- Posted By Prince Lakshman
More Melbourne residents are heading skywards into apartments and leaving behind the traditional Australian dream of owning a block with a house and a backyard.
It’s not only Melbourne who finds apartment living attractive. The Australian Bureau of Statistics’ Census of Population and Housing showed last year that Australia-wide, 10 per cent of all residents now make apartments their primary dwelling place.
With the number increasing, a lot of people are asking and learning what a body corporate is and the rules they implement when you buy an apartment, townhouse or unit in a block.
WHAT IS OWNERS CORPORATION?
A body corporate – or owners’ corporation, as it’s more commonly known – brings together all the individual owners within a single strata titled property, like a block of flats. Strata is a way of handling legal ownership of part of a building. All of the owners in a community titles scheme are automatically members of the Owners Corporation when they buy their lot.
In simple terms, it’s the organisation that is in charge of running the apartment building and handling all of the common area issues on behalf of the owners.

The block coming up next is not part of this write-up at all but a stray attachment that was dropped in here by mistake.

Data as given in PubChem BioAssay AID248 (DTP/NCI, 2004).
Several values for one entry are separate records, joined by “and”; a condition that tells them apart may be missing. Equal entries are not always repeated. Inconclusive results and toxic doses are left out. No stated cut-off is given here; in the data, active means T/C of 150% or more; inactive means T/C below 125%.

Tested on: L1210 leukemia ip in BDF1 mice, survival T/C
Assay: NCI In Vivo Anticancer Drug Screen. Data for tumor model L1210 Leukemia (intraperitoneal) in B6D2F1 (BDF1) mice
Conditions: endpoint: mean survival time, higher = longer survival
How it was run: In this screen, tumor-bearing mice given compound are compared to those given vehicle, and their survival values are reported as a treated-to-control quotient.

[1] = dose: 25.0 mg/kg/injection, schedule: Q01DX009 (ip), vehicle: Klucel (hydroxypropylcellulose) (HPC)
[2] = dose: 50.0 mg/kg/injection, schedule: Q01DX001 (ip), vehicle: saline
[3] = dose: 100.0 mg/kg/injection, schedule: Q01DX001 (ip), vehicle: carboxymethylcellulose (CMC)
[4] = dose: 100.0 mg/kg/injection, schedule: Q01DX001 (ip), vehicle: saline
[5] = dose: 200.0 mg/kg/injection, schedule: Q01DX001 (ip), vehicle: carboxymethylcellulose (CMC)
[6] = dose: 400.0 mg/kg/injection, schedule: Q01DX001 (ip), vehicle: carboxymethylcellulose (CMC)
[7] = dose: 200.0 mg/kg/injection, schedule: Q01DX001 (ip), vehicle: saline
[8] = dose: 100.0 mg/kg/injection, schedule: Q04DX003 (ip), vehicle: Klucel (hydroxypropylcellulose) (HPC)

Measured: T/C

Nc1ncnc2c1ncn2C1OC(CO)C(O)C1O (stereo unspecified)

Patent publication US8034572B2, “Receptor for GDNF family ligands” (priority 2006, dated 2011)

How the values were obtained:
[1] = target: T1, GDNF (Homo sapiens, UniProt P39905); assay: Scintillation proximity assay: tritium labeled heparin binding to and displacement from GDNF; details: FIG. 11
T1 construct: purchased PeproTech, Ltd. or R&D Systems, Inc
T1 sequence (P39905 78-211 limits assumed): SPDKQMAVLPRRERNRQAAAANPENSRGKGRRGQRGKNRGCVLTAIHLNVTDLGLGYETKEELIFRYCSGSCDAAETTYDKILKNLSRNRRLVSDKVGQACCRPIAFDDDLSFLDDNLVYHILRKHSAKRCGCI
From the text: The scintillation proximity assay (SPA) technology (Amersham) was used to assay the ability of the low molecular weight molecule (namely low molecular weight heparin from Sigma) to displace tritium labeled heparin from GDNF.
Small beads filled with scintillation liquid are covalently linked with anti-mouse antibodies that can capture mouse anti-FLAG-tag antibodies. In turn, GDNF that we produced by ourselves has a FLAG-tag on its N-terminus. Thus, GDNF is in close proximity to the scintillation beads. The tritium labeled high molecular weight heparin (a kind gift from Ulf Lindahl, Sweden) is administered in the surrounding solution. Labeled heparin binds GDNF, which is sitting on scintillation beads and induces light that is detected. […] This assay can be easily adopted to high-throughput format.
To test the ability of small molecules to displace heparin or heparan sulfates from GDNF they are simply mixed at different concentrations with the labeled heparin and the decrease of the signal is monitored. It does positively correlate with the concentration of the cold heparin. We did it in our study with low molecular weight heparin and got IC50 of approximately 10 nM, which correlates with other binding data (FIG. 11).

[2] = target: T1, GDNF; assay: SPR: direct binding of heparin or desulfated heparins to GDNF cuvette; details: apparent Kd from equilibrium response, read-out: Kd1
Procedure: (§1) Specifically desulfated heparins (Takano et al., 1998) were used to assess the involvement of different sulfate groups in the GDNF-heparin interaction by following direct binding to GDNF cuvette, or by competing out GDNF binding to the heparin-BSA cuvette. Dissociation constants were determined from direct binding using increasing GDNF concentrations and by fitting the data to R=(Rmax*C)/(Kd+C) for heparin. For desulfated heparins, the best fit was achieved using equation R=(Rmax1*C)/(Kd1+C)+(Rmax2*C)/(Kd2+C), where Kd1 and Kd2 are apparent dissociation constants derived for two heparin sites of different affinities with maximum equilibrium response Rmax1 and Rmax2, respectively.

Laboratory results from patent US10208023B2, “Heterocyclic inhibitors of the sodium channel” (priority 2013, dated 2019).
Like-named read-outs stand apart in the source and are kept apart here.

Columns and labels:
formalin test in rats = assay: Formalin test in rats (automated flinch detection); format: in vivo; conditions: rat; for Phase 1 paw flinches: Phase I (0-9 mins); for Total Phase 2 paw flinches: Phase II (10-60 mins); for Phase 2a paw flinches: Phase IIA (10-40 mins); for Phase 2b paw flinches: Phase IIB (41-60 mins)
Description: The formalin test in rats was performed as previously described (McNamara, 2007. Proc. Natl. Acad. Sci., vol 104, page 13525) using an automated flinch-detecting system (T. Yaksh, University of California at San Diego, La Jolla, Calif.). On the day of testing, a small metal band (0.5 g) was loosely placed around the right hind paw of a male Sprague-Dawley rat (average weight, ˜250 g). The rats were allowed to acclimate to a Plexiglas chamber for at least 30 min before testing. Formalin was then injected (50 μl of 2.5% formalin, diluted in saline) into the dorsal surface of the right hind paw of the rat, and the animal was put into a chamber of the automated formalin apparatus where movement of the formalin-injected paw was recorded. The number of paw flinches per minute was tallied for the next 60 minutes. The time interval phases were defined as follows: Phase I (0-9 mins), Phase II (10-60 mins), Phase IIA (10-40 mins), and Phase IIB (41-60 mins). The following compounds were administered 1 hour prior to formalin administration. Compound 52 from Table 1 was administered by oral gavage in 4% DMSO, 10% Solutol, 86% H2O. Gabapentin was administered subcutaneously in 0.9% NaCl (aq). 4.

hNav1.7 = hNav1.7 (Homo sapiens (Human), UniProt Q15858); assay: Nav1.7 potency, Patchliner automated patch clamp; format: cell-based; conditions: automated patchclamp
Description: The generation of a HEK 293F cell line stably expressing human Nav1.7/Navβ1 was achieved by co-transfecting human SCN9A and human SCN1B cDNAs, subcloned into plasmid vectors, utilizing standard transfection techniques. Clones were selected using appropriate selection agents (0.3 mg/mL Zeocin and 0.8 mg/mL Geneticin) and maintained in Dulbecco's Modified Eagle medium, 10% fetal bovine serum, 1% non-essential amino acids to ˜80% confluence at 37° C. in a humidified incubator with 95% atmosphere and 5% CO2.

The owners’ corporation manages shared expenses, decides how common areas, like gardens and lobbies, are maintained and deals with issues between owners, like noise and parking.
WHAT DOES OWNERS CORPORATION ACTUALLY DO?
Owners Corporation lays out the rules for how they want the common areas of a property to be managed or maintained.
They also oversee all the outgoing expenses for building maintenance.
It’s also in charge of things like car parks, driveways, entrances, lifts, and lobbies, pools, shared courtyards and gardens.
It takes out insurance on behalf of owners, such as public risk insurance over the common property and building insurance .
Owners Corporation also keeps records for the body corporate, including minutes of meetings, roll of owners details, financial accounts, registers of assets, improvements to common property by owners, engagements and authorisations.
DO OWNERS HAVE TO BE PART OF OWNERS CORPORATION?
It’s not only in Melbourne, but across Australia, owners are legally required to be part of the owners’ corporation if their property is subject to a strata tile, and must pay for things like insurance.
If you are the owner of a unit, you’ll be a member of your body corporate, as will your fellow unit owners. Because the ownership structure is different to that of more traditional house and land setups, the rights and responsibilities also differ. Decisions about certain aspects of the units and common property are made by the owners, who work as a collective.
Owners will often pay an external strata company to do the job for them.
HOW MUCH DOES IT COST?
Unit owners pay either a quarterly or annual fee to the Owners Corporation.
In most cases, the more square metres of the complex you own, according to your property title, the more in contributions you will pay.
For example, if your property has a car park and storage cage, the property owner would have a higher contribution than a one-bedroom flat in the same building.
To cover unforeseen costs, most owners’ corporation maintain a small back-up pool of money.